Earlier this month, the Department of Energy announced $155 million worth of grants to clean energy projects — specifically targeted to CHP, waste heat recovery, and district energy. This was done as a part of the American Recovery and Reinvestment Act of 2009 (ARRA), and therefore had a very specific focus not just on clean energy, but also on so-called “shovel-ready” projects that would quickly stimulate further private sector investment and job creation. According to the DOE press release, those $155 million federal dollars will bring forth an additional $634 million of private capital and save 14 trillion Btus to boot.

All good.

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But there’s an even better backstory. The $155 million of awards was selected from $9 billion of qualifying projects. (Applications were even higher.) The $155 million limit wasn’t imposed by the size of the opportunity to reduce energy and create jobs, but simply by the size of the program.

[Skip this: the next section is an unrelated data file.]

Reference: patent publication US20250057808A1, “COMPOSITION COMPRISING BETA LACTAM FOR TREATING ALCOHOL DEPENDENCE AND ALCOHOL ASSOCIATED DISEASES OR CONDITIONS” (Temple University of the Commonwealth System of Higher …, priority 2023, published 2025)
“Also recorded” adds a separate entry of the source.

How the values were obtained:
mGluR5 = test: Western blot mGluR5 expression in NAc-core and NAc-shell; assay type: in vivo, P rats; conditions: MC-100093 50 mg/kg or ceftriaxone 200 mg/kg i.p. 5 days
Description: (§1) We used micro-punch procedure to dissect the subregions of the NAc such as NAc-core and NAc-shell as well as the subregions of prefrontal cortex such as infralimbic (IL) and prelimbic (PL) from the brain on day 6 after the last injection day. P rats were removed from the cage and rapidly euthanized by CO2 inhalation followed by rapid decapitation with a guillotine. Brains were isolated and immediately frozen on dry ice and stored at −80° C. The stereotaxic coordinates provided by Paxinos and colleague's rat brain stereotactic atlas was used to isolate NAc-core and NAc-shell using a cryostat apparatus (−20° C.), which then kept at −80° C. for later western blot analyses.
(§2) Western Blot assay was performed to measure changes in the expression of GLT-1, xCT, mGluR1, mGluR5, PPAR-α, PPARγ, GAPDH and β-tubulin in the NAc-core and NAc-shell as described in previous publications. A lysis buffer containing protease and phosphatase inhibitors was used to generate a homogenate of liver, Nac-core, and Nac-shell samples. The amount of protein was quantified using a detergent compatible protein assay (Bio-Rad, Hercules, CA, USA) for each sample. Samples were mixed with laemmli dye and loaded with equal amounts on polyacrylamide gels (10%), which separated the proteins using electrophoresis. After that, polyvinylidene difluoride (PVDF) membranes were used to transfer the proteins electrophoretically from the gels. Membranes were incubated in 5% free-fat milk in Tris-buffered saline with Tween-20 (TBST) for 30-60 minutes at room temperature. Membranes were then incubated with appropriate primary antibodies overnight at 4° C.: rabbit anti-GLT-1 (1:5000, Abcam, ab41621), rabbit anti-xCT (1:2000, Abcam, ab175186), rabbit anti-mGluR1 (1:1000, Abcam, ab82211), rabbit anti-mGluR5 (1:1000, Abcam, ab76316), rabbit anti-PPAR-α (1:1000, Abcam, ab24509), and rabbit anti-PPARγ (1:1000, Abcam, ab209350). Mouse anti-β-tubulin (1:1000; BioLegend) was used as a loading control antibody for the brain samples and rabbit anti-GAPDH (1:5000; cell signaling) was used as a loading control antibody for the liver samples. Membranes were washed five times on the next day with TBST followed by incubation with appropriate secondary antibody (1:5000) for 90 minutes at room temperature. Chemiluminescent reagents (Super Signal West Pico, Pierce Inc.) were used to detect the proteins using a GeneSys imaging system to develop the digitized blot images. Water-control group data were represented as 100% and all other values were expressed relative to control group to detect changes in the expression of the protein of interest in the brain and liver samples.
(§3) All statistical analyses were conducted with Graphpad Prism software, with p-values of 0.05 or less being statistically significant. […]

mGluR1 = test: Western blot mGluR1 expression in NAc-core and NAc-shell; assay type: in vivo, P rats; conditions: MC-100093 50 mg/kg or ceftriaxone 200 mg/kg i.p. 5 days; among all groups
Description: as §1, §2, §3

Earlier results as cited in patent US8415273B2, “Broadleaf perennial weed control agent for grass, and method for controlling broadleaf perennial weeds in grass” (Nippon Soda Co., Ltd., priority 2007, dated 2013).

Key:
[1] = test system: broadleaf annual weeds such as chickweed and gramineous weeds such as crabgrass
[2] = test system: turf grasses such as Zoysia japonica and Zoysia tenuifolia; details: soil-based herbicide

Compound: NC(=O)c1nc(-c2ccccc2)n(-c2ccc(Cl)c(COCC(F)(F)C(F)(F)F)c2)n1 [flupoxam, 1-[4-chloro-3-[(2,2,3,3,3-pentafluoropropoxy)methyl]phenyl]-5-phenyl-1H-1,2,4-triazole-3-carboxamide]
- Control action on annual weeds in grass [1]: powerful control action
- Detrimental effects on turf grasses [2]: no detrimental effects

Budgets are limited, and it’s to DOE/ARRA’s great credit that they got this $155 million deployed. But there is a larger lesson here for clean energy broadly. It is a massive opportunity to create jobs, lower energy use, and turn the economy around. Those projects didn’t go away by virtue of not getting funding — but they didn’t get built either. Meanwhile, we haven’t exactly solved our energy, environmental, or economic dilemmas yet. There’s an opportunity there.

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